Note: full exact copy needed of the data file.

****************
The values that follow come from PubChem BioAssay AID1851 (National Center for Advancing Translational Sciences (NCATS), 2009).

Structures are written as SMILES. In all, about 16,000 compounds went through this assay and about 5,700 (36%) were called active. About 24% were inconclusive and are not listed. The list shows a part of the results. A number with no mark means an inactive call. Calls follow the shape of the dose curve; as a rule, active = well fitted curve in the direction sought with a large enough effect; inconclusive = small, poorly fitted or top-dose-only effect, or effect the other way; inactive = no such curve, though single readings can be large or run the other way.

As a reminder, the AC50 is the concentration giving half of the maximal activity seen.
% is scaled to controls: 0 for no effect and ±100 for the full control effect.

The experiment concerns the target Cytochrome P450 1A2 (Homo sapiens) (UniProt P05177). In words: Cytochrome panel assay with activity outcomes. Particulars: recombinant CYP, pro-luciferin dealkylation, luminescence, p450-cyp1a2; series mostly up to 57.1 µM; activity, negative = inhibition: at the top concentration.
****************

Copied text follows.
The values that follow come from PubChem BioAssay AID1851 (National Center for Advancing Translational Sciences (NCATS), 2009).

Structures are written as SMILES. In all, about 16,000 compounds went through this assay and about 5,700 (36%) were called active. About 24% were inconclusive and are not listed. The list shows a part of the results. A number with no mark means an inactive call. Calls follow the shape of the dose curve; as a rule, active = well fitted curve in the direction sought with a large enough effect; inconclusive = small, poorly fitted or top-dose-only effect, or effect the other way; inactive = no such curve, though single readings can be large or run the other way.

As a reminder, the AC50 is the concentration giving half of the maximal activity seen.
% is scaled to controls: 0 for no effect and ±100 for the full control effect.

The experiment concerns the target Cytochrome P450 1A2 (Homo sapiens) (UniProt P05177). In words: Cytochrome panel assay with activity outcomes. Particulars: recombinant CYP, pro-luciferin dealkylation, luminescence, p450-cyp1a2; series mostly up to 57.1 µM; activity, negative = inhibition: at the top concentration.